Module 1: Regulatory Overview in India

Approval of New Drugs in India

Schedule Y was enacted as per the Government of India notification of 21 September 1988. A new drug can be imported and marketed in Indian under Rule 122A; a new active substance can be imported under Rule 122A for the manufacture of the formulation under Rule 122B/C; a new formulation can be manufactured and marketed under Rule 122B (drugs other than those classified in Schedule C and C1); a new formulation can be manufactured and marketed under Rule 122C (drugs classified as Schedule C and C1); fixed dose combination preparations are regulated by Rule 122D.

Rule 122E defines a ‘new’ drug as one which includes:

  • A new substance of chemical, biological or biotechnological origin; in bulk or prepared dosage form; used for prevention, diagnosis, or treatment of disease in man or animal; which, except during local clinical trials, has not been used in the country to any significant extent; and which, except during local clinical trials, has not been recognized in the country as effective and safe for the proposed claim;
  • A drug already approved by the licensing authority mentioned in rule 21 for certain claims, which is now proposed to be marketed with modified or new claims, namely, indications, dosage forms (including sustained release dosage form) and route of administration;
  • A fixed dose combination of two or more drugs, individually approved earlier for certain claims, which are now proposed to be combined for the first time in a fixed ratio, or if the ratio of ingredients in an already marketed combination is proposed to be changed, with certain claims, viz. Indications, dosage form (including sustained release dosage form) and route of administration.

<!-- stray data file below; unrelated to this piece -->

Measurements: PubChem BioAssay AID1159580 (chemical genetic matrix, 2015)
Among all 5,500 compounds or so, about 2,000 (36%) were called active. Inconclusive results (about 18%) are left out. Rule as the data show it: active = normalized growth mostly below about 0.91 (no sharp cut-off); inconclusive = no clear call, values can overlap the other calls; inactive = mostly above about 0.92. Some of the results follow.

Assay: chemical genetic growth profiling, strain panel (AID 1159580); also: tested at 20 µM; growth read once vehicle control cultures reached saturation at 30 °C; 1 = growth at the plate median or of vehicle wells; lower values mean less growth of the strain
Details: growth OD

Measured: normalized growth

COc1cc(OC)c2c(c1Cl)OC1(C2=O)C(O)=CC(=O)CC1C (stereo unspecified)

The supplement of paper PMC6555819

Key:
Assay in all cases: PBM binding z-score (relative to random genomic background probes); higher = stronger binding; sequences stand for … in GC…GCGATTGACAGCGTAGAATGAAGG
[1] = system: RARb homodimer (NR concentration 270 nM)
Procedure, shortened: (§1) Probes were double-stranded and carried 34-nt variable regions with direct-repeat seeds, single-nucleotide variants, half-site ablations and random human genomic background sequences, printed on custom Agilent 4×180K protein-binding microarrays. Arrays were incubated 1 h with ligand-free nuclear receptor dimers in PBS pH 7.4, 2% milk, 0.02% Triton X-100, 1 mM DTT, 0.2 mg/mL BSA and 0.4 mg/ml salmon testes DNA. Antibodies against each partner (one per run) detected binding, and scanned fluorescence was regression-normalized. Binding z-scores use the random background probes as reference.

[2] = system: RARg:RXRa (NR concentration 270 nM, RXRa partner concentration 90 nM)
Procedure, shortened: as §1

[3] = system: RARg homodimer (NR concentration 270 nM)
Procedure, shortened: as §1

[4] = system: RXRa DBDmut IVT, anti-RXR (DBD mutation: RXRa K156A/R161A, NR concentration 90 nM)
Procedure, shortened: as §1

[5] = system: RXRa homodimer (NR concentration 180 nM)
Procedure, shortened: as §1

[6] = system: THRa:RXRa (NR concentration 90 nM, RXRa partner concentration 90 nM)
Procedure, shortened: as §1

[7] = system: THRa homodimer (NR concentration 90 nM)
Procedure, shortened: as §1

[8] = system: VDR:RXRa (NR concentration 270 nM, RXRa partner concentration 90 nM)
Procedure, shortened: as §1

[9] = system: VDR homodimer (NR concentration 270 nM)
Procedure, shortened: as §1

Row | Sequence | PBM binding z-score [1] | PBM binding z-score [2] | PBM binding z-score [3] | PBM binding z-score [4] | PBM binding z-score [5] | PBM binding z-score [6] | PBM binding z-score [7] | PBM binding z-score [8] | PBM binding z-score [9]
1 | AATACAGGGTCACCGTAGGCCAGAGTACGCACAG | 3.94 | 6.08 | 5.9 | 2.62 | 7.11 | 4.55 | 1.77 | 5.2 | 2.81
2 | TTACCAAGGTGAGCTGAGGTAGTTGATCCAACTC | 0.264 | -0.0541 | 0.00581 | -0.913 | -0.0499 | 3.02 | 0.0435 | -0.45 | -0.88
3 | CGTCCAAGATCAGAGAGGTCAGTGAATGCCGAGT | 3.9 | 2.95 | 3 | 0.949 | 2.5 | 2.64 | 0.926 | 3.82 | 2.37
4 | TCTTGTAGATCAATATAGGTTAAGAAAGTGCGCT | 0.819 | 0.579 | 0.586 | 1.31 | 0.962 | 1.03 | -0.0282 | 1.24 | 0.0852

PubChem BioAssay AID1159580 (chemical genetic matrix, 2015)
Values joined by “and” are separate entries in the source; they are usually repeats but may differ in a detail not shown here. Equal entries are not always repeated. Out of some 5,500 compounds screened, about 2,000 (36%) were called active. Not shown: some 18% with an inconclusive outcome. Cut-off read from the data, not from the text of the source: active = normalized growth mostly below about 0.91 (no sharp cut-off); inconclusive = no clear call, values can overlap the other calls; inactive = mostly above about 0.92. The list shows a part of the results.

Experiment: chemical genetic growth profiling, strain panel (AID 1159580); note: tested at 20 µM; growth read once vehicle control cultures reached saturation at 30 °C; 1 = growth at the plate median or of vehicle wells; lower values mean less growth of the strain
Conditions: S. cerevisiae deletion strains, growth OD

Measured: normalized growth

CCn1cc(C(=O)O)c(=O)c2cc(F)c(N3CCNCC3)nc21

Above and beyond these definitions, all vaccines would be considered as new unless certified otherwise by the DCGI.
In India a ‘new’ drug would be considered as ‘new’ for a period of four years from the date of its first approval or its inclusion in the Indian Pharmacopoeia, whichever is earlier. This four year stipulation means that all subsequent entrants for a specific ‘new’ drug would need to obtain the approval of the DCGI. Once the four year limit is crossed or the drug is included in the Indian Pharmacopoeia, a drug can be introduced after obtaining the necessary license from the local state food and drug Commissioner’s office. It may be noted that even after getting the approval of the DCGI, one has to obtain the requisite license from the local State Food and Drugs Administration office before marketing the drug.

Having given an overview of the requirements, we now outline some practical issues:

  • Registration of the drug in the country of origin and its status in the United Kingdom and United States of America play an important role in the local registration review.
  • It is not necessary for all applicants to conduct clinical trials if deemed so by the DCGI. Subsequent applicants may be required to conduct bioavailability studies and in vitro dissolution studies to further their application. Registration is not necessarily granted first to the first applicant; if a subsequent applicant has successfully carried out trials and bioavailability studies and has submitted the data before the first applicant and the DCGI finds this data adequate, and then registration can be granted to the subsequent application before the first applicant.